For Sunday: “Dear, If You Change” by John Dowland (1597)

john dowland

This song, first published in 1597, is (I think) one of the most beautiful ever written: John Dowland’s “Dear, If You Change.”







For Sunday: John Cale sings “Paris 1919”

john cale paris 1919

I bought this John Cale album in 1978 or 1979. I didn’t love the entire album, except for this song, and the song “Graham Greene.”



This song has everything: strings, harpsichord, harp, bizarre elliptical lyrics:



Efficiency efficiency they say
Get to know the date and tell the time of day
As the crowds begin complaining
How the Beaujolais is raining
Down on darkened meetings on the Champs Elysee

You’re a ghost la la la la la la la la la la
You’re a ghost la la la la la la la la la la
I’m in the church and I’ve come
To claim you with my iron drum

La la la la la la la la la.







For Sunday: Buck Owens sings “Cigarettes and Whiskey and Wild Wild Women”

cigarettes and whiskey

There was a television show called “Hee Haw” back when I was a kid. It was a real breakthrough: the country/western world went prime-time / nationwide with a variety program, with stupid sketches and lots of music.

The hosts were Buck Owens and Roy Clark.

Buck Owens, bless his steely Republican heart, was a classic C&W performer. This song of his still goes through my head sometimes. Don’t ask me why.

For Sunday: “You Are My Friend,” sung by Mister Rogers

mister rogers

I think Mister Rogers was a modern saint. His television show – a gentle slowly-paced production, with puppets and people speaking quietly – was distinctly different from all the other children’s television shows of his time.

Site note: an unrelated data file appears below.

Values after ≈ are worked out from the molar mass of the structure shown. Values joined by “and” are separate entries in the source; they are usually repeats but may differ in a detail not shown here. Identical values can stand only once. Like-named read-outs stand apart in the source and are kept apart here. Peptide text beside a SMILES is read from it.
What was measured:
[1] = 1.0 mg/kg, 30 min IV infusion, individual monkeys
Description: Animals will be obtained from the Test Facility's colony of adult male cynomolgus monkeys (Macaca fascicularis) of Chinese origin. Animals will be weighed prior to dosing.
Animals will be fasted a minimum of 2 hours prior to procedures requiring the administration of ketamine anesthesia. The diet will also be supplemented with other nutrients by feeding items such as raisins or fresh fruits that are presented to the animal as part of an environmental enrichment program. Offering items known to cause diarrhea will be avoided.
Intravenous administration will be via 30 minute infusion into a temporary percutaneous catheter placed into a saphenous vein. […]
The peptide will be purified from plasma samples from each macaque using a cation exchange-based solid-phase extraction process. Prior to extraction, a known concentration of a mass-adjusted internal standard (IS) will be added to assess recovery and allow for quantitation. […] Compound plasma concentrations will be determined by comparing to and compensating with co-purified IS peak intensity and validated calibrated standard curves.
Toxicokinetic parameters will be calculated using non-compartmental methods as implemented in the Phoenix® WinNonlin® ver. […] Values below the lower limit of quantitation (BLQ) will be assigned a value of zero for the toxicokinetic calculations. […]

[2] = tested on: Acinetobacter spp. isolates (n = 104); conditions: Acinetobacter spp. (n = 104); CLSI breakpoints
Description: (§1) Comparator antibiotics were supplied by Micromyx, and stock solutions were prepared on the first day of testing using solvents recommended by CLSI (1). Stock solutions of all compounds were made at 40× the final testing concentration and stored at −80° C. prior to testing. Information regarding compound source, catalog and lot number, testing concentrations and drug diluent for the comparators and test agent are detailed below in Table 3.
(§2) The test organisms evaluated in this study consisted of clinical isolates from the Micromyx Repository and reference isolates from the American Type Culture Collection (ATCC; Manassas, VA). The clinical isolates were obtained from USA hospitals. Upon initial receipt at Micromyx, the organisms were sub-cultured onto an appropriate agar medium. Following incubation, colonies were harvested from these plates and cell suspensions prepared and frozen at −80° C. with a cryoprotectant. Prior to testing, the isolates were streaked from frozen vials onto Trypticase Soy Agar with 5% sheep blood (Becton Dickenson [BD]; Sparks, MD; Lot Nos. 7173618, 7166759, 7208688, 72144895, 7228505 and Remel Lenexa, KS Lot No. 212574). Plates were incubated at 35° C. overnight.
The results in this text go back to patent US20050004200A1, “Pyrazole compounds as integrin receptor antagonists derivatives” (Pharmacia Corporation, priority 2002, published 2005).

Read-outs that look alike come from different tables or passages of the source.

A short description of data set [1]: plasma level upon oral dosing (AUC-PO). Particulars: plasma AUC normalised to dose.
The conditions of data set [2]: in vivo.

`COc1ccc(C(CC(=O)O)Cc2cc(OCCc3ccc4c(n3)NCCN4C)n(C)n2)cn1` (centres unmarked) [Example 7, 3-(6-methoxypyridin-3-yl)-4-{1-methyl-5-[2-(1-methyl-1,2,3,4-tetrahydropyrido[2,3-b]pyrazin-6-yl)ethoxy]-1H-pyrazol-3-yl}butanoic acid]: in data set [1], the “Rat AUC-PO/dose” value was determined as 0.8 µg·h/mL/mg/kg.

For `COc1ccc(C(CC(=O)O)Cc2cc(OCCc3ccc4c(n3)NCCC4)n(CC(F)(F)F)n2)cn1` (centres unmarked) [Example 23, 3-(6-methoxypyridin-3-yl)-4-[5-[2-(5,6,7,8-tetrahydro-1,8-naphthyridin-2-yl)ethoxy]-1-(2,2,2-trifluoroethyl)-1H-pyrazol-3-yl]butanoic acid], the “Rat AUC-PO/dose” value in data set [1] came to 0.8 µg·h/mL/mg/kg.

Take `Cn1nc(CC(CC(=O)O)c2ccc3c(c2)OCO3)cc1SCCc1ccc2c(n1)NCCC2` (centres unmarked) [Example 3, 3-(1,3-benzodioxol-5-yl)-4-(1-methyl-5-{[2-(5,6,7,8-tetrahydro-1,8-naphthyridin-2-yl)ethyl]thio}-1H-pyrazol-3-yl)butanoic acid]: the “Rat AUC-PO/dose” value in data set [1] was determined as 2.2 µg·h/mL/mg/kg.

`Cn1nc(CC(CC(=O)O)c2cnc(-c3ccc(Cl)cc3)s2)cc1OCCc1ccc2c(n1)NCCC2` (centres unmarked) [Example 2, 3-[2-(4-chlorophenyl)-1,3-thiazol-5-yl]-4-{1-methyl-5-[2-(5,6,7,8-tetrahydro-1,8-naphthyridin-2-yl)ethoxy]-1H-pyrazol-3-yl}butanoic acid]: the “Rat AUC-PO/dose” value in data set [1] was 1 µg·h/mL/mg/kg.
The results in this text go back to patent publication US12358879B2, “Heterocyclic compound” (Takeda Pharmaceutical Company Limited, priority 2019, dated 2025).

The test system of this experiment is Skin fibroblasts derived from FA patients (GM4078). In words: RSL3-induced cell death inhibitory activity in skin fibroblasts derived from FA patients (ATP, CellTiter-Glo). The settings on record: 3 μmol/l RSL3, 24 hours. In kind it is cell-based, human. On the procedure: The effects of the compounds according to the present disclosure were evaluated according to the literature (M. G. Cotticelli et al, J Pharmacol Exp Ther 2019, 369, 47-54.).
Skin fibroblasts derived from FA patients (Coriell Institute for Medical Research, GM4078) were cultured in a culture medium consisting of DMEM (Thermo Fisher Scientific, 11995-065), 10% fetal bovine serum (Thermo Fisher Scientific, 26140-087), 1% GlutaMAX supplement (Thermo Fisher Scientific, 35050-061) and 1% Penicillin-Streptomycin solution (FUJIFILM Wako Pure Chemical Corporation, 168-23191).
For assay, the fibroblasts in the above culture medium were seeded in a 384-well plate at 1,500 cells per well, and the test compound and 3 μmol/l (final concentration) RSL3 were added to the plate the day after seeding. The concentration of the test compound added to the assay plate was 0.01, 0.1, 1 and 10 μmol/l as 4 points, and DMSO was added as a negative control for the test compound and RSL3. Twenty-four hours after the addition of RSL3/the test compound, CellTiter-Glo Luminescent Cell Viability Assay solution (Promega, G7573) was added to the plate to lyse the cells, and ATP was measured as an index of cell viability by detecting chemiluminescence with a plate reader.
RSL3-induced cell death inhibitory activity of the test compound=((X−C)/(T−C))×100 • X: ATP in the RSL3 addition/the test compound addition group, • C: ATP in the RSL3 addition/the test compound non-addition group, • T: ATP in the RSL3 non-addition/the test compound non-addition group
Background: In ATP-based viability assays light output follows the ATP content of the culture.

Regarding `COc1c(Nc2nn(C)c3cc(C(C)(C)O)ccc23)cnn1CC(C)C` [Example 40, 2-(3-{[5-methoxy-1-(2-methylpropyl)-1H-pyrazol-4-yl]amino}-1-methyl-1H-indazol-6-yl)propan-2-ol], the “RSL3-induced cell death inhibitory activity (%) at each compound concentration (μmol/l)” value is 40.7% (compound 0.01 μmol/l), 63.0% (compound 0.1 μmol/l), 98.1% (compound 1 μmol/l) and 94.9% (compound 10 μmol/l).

Fred Rogers wrote almost all of his own material. This song I still know by heart, and I will sing it at the drop of a hat.



But Mister Rogers sings it better:




For Sunday: Erik Satie’s Fourth Nocturne

satie 4 nocturne

I have a liking for the music of Erik Satie. When Partner and I were in France last October, we visited Satie’s childhood home in Honfleur, and one of his residences in the Montmartre district of Paris. He’s one of my favorite composers. He was a complex personality; he could be disagreeable and angry, and was a determined loner for much of his life, making and losing friends (among them Claude Debussy).

He wrote this small piece, his Fourth Nocturne, during the last years of his life. Rollo Myers, who wrote the first English-language biography of Satie, says of this nocturne: “Is there not something Chopinesque about the flowing arpeggios in the left hand which provide, as it were, so reassuring a support for the bare consecutive fifths which outline the melody above?”


For Sunday: “Island Magic,” from Leonard Bernstein’s opera “Trouble in Tahiti”

trouble in tahiti

This is the best scene (I think) from Bernstein’s early opera “Trouble in Tahiti,” in an excellent staging / performance, with Nancy Williams singing the lead.

If you can’t make out the lyrics, you can find them here. They’re hysterical.


For Sunday: Cat Stevens sings “Peace Train” (1976)


Cat Stevens has always been one of my favorite singer/composers. His first five albums were bliss. He became a little more hit-and-miss after that, but I still find something to listen to on every album.

Cat, born of Greek parentage in England, has been on a long journey: he was a Buddhist for a long time, then Baha’i, and now Muslim. He even changed his name to Yusuf Islam (though Cat Stevens wasn’t his real name either; he was born Steven Demetre Georgiou).

He has always been unapologetic about voicing his beliefs. He got into trouble some years ago for mixing himself up with the whole Salman Rushdie / fatwa thing.

But there has always been a freshness and purity in his music. And he is often strangely profound, and he is also often powerfully spiritual.

This song (in live performance in 1976) is all of the above: fresh, pure, profound, and spiritual. And I still find it powerfully moving.

Ev’rybody jump upon the peace train.

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